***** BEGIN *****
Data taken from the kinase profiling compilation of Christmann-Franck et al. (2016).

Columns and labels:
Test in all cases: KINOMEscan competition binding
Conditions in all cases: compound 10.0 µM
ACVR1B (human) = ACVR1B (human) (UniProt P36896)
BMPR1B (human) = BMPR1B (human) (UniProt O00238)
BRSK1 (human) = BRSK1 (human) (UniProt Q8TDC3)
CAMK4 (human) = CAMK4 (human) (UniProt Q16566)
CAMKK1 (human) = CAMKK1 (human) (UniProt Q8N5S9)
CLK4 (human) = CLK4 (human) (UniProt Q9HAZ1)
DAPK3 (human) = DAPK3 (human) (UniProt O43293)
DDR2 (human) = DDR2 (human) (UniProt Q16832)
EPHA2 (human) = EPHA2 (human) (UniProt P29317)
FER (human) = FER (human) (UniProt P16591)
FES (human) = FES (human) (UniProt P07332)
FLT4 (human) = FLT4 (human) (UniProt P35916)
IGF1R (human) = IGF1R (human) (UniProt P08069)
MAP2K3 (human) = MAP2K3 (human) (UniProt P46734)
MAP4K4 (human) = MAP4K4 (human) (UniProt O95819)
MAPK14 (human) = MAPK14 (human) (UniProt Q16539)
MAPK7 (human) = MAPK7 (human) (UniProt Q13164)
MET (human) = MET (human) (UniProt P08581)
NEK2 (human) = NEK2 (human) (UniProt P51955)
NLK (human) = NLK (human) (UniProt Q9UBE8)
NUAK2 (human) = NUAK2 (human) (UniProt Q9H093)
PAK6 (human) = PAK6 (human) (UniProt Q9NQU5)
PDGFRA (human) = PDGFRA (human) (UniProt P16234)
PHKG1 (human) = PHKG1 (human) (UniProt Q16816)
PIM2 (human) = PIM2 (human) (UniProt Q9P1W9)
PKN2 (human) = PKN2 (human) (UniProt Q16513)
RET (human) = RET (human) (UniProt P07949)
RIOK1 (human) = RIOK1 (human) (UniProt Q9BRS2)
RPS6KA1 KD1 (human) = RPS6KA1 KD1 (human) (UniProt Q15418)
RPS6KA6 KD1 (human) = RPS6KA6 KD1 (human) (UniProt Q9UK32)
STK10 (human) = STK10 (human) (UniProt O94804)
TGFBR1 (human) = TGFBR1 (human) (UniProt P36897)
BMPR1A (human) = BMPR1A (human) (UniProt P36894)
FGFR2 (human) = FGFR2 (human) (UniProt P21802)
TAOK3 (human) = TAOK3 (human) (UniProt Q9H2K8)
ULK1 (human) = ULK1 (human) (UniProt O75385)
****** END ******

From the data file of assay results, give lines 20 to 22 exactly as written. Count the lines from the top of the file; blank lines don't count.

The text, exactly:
MAPK14 (human) = MAPK14 (human) (UniProt Q16539)
MAPK7 (human) = MAPK7 (human) (UniProt Q13164)
MET (human) = MET (human) (UniProt P08581)